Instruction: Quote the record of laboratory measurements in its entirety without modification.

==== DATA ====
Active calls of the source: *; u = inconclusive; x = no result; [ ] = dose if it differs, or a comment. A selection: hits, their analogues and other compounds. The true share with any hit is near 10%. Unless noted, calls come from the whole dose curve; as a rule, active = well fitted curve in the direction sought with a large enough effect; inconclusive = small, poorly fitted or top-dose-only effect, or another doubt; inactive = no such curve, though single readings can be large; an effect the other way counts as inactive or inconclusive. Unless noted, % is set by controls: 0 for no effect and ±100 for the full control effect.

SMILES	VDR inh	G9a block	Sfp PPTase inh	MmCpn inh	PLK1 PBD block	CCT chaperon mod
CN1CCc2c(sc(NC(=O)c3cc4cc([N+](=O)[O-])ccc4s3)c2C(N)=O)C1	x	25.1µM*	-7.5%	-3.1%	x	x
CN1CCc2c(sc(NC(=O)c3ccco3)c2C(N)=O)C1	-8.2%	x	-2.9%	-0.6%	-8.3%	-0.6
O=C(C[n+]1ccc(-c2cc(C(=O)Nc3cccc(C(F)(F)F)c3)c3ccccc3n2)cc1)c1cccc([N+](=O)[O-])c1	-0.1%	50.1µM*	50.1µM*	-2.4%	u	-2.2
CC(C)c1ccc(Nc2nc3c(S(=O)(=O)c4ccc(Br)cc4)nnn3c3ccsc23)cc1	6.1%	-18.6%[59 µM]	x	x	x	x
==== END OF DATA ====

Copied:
Active calls of the source: *; u = inconclusive; x = no result; [ ] = dose if it differs, or a comment. A selection: hits, their analogues and other compounds. The true share with any hit is near 10%. Unless noted, calls come from the whole dose curve; as a rule, active = well fitted curve in the direction sought with a large enough effect; inconclusive = small, poorly fitted or top-dose-only effect, or another doubt; inactive = no such curve, though single readings can be large; an effect the other way counts as inactive or inconclusive. Unless noted, % is set by controls: 0 for no effect and ±100 for the full control effect.

SMILES	VDR inh	G9a block	Sfp PPTase inh	MmCpn inh	PLK1 PBD block	CCT chaperon mod
CN1CCc2c(sc(NC(=O)c3cc4cc([N+](=O)[O-])ccc4s3)c2C(N)=O)C1	x	25.1µM*	-7.5%	-3.1%	x	x
CN1CCc2c(sc(NC(=O)c3ccco3)c2C(N)=O)C1	-8.2%	x	-2.9%	-0.6%	-8.3%	-0.6
O=C(C[n+]1ccc(-c2cc(C(=O)Nc3cccc(C(F)(F)F)c3)c3ccccc3n2)cc1)c1cccc([N+](=O)[O-])c1	-0.1%	50.1µM*	50.1µM*	-2.4%	u	-2.2
CC(C)c1ccc(Nc2nc3c(S(=O)(=O)c4ccc(Br)cc4)nnn3c3ccsc23)cc1	6.1%	-18.6%[59 µM]	x	x	x	x